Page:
What is Osteomyelitis?
Osteomyelitis is an active infection of bone that causes severe inflammation, bone destruction, pain, and significant clinical lameness depending on which bone(s) is affected. It is most often caused by a bacterial infection, but can also be caused by fungal agents. There are numerous different ways animals can develop osteomyelitis. A young animal may get it from a blood-born infection that settles in the growth plates of bones. Adult dogs can get a spinal form from inhaling grass awns or from the migration of penetrating foreign objects (e.g. small twig). Some dogs with fungal pneumonia will develop a concurrent fungal bone infection. Infection can also be the results of direct exposure of the bone to the environment at the time of fracture, from deep bite wounds, or after orthopedic surgery.
Most patients present for exam with a history of lameness or generalized pain. They may appear very ill or act only slightly lethargic. Many will have a low-grade fever, but not always. During exam a painful focus is often identified on a limb or along the spine. The painful area may be swollen and tender to the touch. X-rays typically reveal a mixed destructive and proliferative bone response and swelling of surrounding soft tissue. This typical x-ray appearance can be delayed for up to two weeks after the onset of lameness. Blood cultures or direct lesion sampling are attempted at this point to definitively identify the organism responsible for the infection and ongoing bone destruction.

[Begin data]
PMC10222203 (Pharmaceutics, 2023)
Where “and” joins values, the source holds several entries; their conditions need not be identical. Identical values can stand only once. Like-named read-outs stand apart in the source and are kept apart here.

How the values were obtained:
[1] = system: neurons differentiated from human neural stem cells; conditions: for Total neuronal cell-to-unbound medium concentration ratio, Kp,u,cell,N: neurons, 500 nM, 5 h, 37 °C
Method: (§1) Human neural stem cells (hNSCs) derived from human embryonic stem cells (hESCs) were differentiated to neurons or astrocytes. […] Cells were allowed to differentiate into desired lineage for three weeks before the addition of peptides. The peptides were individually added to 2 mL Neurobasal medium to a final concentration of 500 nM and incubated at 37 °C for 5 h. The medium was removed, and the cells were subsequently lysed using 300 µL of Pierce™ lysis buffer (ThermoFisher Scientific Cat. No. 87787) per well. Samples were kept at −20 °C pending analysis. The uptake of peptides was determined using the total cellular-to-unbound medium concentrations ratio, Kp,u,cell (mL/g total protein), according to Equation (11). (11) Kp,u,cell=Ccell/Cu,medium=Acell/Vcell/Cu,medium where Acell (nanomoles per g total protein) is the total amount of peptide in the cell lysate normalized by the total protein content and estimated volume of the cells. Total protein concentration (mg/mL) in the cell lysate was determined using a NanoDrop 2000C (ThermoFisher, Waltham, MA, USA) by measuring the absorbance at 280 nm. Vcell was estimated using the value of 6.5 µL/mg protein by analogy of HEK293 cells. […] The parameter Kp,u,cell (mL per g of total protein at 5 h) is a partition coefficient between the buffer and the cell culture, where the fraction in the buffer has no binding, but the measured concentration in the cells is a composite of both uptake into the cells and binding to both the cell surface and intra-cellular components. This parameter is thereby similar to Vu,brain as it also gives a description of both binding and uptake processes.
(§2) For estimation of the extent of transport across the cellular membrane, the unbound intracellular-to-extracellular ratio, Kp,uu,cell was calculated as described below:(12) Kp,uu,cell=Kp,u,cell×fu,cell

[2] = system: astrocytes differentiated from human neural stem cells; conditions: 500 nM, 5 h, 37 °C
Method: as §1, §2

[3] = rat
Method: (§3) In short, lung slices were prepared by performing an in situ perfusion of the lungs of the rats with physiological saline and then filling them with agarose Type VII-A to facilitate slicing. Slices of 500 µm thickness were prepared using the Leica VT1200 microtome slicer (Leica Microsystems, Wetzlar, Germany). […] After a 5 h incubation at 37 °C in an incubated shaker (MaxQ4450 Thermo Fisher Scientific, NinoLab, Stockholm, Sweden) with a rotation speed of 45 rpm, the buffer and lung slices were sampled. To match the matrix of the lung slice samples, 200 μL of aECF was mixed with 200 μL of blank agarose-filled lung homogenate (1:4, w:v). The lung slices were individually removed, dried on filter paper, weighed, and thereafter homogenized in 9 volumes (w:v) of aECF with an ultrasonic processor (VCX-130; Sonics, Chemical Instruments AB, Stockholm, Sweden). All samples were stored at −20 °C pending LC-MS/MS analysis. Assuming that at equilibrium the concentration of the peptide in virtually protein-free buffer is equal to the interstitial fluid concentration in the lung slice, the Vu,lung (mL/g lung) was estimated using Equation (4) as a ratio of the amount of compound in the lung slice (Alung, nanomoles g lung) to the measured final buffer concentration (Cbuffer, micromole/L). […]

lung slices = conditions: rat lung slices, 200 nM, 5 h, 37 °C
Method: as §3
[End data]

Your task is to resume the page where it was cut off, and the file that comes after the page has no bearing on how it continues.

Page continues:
The backbone of treatment is long-term antibiotic therapy, based on culture and sensitivity results (identification of the organism and determination of what kills it) and removal of any underlying causes such as foreign material. Patients are typically on the antibiotic(s) for a minimum of six weeks. In the case of a fungal infection, anti-fungal medications are utilized for much longer periods of time. In chronic and/or severe cases of osteomyelitis, surgical debridement (removal of dead tissue and inflammatory debris) may need to be performed so that the body can completely clear the infection. Infected surgical implants (bone plates, screws, pins) usually need to be removed after bone healing is completed in order to completely clear the infection. This is because certain bacteria produce a slime layer called a glycocalyx or biofilm that prohibits the body’s immune system and antibiotics from reaching the bacteria, thereby allowing the implant to act as a source and/or harbor of infection. In general, prognosis for patients with osteomyelitis is fair to good, if early measures are taken to definitively identify the offending organism and to aggressively treat the condition.